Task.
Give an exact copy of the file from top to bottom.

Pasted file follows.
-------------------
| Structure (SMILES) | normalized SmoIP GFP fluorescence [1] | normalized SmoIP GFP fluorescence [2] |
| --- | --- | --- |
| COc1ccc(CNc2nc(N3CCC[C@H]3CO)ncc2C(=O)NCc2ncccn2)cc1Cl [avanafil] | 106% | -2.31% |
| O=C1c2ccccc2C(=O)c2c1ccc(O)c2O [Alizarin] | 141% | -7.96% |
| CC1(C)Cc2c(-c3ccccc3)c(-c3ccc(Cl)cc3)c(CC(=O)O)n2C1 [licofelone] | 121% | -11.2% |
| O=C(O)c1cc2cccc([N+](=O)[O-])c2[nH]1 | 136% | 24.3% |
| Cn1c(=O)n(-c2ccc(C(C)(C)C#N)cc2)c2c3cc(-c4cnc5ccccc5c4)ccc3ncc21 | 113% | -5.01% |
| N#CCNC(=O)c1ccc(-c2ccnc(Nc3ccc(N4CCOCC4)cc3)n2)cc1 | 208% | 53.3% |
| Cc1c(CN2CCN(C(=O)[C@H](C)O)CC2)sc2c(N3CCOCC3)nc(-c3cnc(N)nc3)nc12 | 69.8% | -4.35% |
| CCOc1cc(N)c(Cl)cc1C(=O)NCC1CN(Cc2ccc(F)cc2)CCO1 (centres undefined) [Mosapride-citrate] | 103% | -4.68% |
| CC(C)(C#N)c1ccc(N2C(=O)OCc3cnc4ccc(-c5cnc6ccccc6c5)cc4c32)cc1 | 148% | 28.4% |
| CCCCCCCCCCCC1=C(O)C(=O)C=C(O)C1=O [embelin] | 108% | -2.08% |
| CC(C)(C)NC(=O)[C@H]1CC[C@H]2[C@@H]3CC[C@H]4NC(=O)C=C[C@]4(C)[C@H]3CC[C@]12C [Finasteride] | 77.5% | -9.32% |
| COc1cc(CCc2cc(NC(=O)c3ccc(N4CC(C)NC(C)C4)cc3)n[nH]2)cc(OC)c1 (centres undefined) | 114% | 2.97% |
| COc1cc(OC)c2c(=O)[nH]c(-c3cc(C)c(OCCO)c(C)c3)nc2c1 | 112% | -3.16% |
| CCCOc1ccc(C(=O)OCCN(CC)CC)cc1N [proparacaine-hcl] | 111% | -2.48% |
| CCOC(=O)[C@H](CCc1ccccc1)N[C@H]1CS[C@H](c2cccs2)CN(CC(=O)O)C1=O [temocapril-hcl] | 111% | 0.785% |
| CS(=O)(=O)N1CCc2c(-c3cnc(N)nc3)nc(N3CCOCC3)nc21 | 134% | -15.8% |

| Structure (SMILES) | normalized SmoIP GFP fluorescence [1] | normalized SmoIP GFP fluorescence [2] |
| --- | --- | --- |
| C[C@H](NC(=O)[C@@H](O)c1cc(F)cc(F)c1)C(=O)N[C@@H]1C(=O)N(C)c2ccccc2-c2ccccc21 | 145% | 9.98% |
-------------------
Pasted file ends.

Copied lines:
| Structure (SMILES) | normalized SmoIP GFP fluorescence [1] | normalized SmoIP GFP fluorescence [2] |
| --- | --- | --- |
| COc1ccc(CNc2nc(N3CCC[C@H]3CO)ncc2C(=O)NCc2ncccn2)cc1Cl [avanafil] | 106% | -2.31% |
| O=C1c2ccccc2C(=O)c2c1ccc(O)c2O [Alizarin] | 141% | -7.96% |
| CC1(C)Cc2c(-c3ccccc3)c(-c3ccc(Cl)cc3)c(CC(=O)O)n2C1 [licofelone] | 121% | -11.2% |
| O=C(O)c1cc2cccc([N+](=O)[O-])c2[nH]1 | 136% | 24.3% |
| Cn1c(=O)n(-c2ccc(C(C)(C)C#N)cc2)c2c3cc(-c4cnc5ccccc5c4)ccc3ncc21 | 113% | -5.01% |
| N#CCNC(=O)c1ccc(-c2ccnc(Nc3ccc(N4CCOCC4)cc3)n2)cc1 | 208% | 53.3% |
| Cc1c(CN2CCN(C(=O)[C@H](C)O)CC2)sc2c(N3CCOCC3)nc(-c3cnc(N)nc3)nc12 | 69.8% | -4.35% |
| CCOc1cc(N)c(Cl)cc1C(=O)NCC1CN(Cc2ccc(F)cc2)CCO1 (centres undefined) [Mosapride-citrate] | 103% | -4.68% |
| CC(C)(C#N)c1ccc(N2C(=O)OCc3cnc4ccc(-c5cnc6ccccc6c5)cc4c32)cc1 | 148% | 28.4% |
| CCCCCCCCCCCC1=C(O)C(=O)C=C(O)C1=O [embelin] | 108% | -2.08% |
| CC(C)(C)NC(=O)[C@H]1CC[C@H]2[C@@H]3CC[C@H]4NC(=O)C=C[C@]4(C)[C@H]3CC[C@]12C [Finasteride] | 77.5% | -9.32% |
| COc1cc(CCc2cc(NC(=O)c3ccc(N4CC(C)NC(C)C4)cc3)n[nH]2)cc(OC)c1 (centres undefined) | 114% | 2.97% |
| COc1cc(OC)c2c(=O)[nH]c(-c3cc(C)c(OCCO)c(C)c3)nc2c1 | 112% | -3.16% |
| CCCOc1ccc(C(=O)OCCN(CC)CC)cc1N [proparacaine-hcl] | 111% | -2.48% |
| CCOC(=O)[C@H](CCc1ccccc1)N[C@H]1CS[C@H](c2cccs2)CN(CC(=O)O)C1=O [temocapril-hcl] | 111% | 0.785% |
| CS(=O)(=O)N1CCc2c(-c3cnc(N)nc3)nc(N3CCOCC3)nc21 | 134% | -15.8% |

| Structure (SMILES) | normalized SmoIP GFP fluorescence [1] | normalized SmoIP GFP fluorescence [2] |
| --- | --- | --- |
| C[C@H](NC(=O)[C@@H](O)c1cc(F)cc(F)c1)C(=O)N[C@@H]1C(=O)N(C)c2ccccc2-c2ccccc21 | 145% | 9.98% |